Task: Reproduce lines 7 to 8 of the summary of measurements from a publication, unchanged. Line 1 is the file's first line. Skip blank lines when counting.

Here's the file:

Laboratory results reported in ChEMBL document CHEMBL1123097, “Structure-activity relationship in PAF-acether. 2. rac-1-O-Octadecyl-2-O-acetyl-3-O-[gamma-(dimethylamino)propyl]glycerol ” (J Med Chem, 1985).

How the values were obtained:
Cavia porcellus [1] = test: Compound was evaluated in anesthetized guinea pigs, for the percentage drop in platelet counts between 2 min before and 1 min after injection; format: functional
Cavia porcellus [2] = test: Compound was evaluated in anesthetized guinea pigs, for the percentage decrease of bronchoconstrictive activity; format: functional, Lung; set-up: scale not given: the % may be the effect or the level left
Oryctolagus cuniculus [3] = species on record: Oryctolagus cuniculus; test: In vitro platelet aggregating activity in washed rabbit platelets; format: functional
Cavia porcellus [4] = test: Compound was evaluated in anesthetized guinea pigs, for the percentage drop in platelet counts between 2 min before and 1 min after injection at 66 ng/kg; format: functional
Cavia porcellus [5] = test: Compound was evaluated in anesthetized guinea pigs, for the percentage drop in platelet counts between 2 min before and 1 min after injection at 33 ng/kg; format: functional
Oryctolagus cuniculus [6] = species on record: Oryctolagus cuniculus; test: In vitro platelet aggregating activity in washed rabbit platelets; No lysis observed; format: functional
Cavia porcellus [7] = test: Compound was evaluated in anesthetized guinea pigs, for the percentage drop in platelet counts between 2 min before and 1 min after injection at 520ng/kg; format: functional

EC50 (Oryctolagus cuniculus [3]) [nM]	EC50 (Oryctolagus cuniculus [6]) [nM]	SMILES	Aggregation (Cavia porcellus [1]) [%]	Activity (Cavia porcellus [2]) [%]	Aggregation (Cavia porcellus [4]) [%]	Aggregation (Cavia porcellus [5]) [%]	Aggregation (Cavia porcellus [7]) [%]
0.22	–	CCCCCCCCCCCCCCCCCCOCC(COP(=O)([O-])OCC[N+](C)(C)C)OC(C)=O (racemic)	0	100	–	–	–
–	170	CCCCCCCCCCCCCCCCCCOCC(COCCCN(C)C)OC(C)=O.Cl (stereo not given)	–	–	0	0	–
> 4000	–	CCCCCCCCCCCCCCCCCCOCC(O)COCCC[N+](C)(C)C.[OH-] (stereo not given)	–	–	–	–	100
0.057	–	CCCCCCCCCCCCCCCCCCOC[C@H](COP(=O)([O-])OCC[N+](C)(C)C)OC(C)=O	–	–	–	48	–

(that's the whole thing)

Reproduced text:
Cavia porcellus [5] = test: Compound was evaluated in anesthetized guinea pigs, for the percentage drop in platelet counts between 2 min before and 1 min after injection at 33 ng/kg; format: functional
Oryctolagus cuniculus [6] = species on record: Oryctolagus cuniculus; test: In vitro platelet aggregating activity in washed rabbit platelets; No lysis observed; format: functional